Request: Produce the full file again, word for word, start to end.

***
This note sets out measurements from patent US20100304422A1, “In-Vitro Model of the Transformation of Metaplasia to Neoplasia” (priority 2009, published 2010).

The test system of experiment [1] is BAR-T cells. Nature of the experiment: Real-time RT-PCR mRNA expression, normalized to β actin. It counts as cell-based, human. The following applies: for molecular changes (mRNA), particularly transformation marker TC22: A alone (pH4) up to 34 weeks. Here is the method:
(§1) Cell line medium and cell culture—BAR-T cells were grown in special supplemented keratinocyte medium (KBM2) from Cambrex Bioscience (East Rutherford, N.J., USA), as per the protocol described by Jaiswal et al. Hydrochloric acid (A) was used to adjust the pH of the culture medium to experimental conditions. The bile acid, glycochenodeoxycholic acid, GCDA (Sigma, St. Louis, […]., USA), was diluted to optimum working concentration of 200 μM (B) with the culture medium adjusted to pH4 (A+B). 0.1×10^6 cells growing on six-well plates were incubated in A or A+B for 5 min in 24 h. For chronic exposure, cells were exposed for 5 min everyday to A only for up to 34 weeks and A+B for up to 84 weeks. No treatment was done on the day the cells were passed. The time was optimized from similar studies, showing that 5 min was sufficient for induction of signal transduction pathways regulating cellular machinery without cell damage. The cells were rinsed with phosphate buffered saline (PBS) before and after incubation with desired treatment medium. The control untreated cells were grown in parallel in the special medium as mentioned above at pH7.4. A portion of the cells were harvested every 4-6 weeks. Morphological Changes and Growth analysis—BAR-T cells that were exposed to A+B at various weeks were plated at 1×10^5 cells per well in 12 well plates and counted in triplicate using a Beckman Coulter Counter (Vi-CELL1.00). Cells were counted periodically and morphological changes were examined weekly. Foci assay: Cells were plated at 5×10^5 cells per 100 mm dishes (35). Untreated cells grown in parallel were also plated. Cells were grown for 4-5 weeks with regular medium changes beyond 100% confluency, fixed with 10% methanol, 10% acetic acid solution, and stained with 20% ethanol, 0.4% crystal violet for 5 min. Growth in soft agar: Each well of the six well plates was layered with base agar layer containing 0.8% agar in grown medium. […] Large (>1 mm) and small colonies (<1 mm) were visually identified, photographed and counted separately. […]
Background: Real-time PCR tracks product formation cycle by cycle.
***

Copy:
This note sets out measurements from patent US20100304422A1, “In-Vitro Model of the Transformation of Metaplasia to Neoplasia” (priority 2009, published 2010).

The test system of experiment [1] is BAR-T cells. Nature of the experiment: Real-time RT-PCR mRNA expression, normalized to β actin. It counts as cell-based, human. The following applies: for molecular changes (mRNA), particularly transformation marker TC22: A alone (pH4) up to 34 weeks. Here is the method:
(§1) Cell line medium and cell culture—BAR-T cells were grown in special supplemented keratinocyte medium (KBM2) from Cambrex Bioscience (East Rutherford, N.J., USA), as per the protocol described by Jaiswal et al. Hydrochloric acid (A) was used to adjust the pH of the culture medium to experimental conditions. The bile acid, glycochenodeoxycholic acid, GCDA (Sigma, St. Louis, […]., USA), was diluted to optimum working concentration of 200 μM (B) with the culture medium adjusted to pH4 (A+B). 0.1×10^6 cells growing on six-well plates were incubated in A or A+B for 5 min in 24 h. For chronic exposure, cells were exposed for 5 min everyday to A only for up to 34 weeks and A+B for up to 84 weeks. No treatment was done on the day the cells were passed. The time was optimized from similar studies, showing that 5 min was sufficient for induction of signal transduction pathways regulating cellular machinery without cell damage. The cells were rinsed with phosphate buffered saline (PBS) before and after incubation with desired treatment medium. The control untreated cells were grown in parallel in the special medium as mentioned above at pH7.4. A portion of the cells were harvested every 4-6 weeks. Morphological Changes and Growth analysis—BAR-T cells that were exposed to A+B at various weeks were plated at 1×10^5 cells per well in 12 well plates and counted in triplicate using a Beckman Coulter Counter (Vi-CELL1.00). Cells were counted periodically and morphological changes were examined weekly. Foci assay: Cells were plated at 5×10^5 cells per 100 mm dishes (35). Untreated cells grown in parallel were also plated. Cells were grown for 4-5 weeks with regular medium changes beyond 100% confluency, fixed with 10% methanol, 10% acetic acid solution, and stained with 20% ethanol, 0.4% crystal violet for 5 min. Growth in soft agar: Each well of the six well plates was layered with base agar layer containing 0.8% agar in grown medium. […] Large (>1 mm) and small colonies (<1 mm) were visually identified, photographed and counted separately. […]
Background: Real-time PCR tracks product formation cycle by cycle.